"a person who, for a commission, brokerage fee, or other consideration, acts or aids in any manner concerning negotiation, solicitation or effectuation of insurance contracts as the representative of an insured or proposed insured; . . . ." [N.J.S.A. 17:22A-2g.]

An "insurance agent," then, represents an insurance company - the insurer. It acts on behalf of that company in providing insurance for some other entity. An "insurance broker," on the other hand, represents the "insured or prospective insured." A broker acts for the insured and represents the insured in obtaining insurance (from an insurance company and perhaps through an insurance agent) for the benefit of the broker's customer, who is the insured.

Here, Princeton was the "insurance agent" in the transaction and represented Lloyd's. Gilmartin & Kierstead was the "insurance broker" and represented plaintiffs in their attempt to obtain insurance. Those characterizations and differentiations are clear. They are not disputed nor are they subject to dispute.

Plaintiffs claim, however, that in providing the notice mandated by N.J.S.A. 17:22-6.50, Princeton could not contact the insured's broker, but had to make its contact directly with the insured--in effect, by- passing the broker. And plaintiffs claim that is so even though it was their broker who had contacted Princeton to obtain the insurance, and Princeton had all of its contacts with plaintiffs' broker and none directly with plaintiffs.

Plaintiffs submit no rational argument as to why Princeton should not have been permitted to contact Gilmartin & Kierstead, and why notice to plaintiffs' broker should not be deemed notice to plaintiffs themselves. Their argument seems premised on a claim that Gilmartin & Kierstead were in some way agents or representatives of Princeton, and that Princeton was employing Gilmartin & Kierstead as, in essence, a sub-agent for Lloyd's. There is no factual basis for that argument and it is flatly contrary to the undisputed facts of the case.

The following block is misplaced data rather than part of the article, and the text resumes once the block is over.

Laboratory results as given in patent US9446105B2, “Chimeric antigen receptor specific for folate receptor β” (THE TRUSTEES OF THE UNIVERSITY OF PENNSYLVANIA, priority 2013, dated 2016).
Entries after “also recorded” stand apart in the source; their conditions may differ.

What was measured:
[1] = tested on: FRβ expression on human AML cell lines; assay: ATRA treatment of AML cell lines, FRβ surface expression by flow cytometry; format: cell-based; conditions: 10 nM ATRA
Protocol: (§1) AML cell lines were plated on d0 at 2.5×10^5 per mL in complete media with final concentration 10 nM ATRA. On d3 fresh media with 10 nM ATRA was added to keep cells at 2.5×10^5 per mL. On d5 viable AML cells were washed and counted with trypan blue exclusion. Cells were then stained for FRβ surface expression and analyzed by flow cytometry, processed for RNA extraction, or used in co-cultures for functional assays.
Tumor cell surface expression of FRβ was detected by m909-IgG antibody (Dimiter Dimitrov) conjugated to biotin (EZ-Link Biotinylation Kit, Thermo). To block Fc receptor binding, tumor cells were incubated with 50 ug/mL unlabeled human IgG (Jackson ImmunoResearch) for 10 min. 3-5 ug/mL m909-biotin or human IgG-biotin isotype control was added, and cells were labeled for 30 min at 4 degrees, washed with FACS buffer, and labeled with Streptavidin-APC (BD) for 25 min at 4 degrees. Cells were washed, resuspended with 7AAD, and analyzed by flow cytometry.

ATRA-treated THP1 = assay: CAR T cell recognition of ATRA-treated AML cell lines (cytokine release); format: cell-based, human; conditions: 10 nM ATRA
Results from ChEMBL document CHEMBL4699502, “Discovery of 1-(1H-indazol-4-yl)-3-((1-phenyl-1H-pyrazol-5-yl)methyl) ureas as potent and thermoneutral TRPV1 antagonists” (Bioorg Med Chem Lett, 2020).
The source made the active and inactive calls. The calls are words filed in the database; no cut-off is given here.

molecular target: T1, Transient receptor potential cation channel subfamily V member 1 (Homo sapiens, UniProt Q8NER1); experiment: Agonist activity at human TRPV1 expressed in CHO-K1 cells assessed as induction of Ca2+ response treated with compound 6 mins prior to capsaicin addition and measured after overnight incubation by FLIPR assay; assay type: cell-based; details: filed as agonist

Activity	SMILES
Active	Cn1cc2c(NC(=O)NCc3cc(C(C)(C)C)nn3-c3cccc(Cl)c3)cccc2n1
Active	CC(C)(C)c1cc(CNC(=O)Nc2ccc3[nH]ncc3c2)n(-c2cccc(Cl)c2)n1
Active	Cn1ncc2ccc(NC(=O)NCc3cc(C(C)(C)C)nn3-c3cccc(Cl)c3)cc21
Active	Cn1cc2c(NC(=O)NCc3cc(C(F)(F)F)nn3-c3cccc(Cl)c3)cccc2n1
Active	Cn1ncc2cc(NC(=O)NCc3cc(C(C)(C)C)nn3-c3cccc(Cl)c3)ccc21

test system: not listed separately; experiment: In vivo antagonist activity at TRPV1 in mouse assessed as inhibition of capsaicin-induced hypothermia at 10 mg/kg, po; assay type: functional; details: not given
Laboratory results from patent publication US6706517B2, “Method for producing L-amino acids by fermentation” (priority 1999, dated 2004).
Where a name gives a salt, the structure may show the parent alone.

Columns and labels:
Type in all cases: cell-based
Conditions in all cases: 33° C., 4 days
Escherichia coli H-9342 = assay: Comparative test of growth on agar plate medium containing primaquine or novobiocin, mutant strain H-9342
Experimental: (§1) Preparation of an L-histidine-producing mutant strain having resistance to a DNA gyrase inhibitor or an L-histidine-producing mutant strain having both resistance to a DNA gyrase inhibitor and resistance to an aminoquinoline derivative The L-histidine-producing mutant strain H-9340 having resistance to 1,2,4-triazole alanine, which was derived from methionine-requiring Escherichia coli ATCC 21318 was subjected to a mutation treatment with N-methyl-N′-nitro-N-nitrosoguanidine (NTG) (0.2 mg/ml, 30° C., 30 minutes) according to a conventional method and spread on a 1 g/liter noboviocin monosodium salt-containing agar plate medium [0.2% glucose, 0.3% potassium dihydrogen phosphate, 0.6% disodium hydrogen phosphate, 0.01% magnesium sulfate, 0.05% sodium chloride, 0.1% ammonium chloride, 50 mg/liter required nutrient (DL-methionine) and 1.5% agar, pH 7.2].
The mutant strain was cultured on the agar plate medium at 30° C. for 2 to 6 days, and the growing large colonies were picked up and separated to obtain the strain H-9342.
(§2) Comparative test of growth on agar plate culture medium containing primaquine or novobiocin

Plaintiffs argue that their broker - authorized to obtain insurance for them - should not be deemed authorized to then receive on their behalf confirmation of the insurance they had ordered. We can see no reason in logic or authority for such a Conclusion. A principal who selects someone to act for him is generally bound by the acts of that person within the "apparent authority which he knowingly permits" the person to assume. Mann v. Interstate Fire Cas. Co., 307 N.J. Super. 587, 595 (App. Div. 1998). See also Sears Mortgage Corp. v. Rose, 134 N.J. 326, 337-38 (1993). Under that principle we can see no reason why notice to the broker chosen by plaintiffs to act for them should not be deemed notice to plaintiffs themselves.

Princeton also argues persuasively that the rule urged by plaintiffs would "create havoc in the marketplace." A clear rule which authorizes an agent representing an insurance company to communicate directly with a broker representing an insured is easy to apply and minimizes the danger of miscommunication. The agent receives its instructions from the broker and responds to that same broker. If, on the other hand, the agent receives instructions from a broker but is then required to respond to some other entity, as plaintiffs claim the rule should be, the danger of miscommunication and misunderstanding would certainly be increased. Absent some clear affirmation by the Legislature that such a procedure is required, or some convincing argument as to why such a rule should be judicially adopted, we see no basis for requiring anything more of an agent than what Princeton did here: communicating with and providing clear confirmation to the insured's representative, its broker, Gilmartin & Kierstead. We find no violation of N.J.S.A. 17:22-6.50.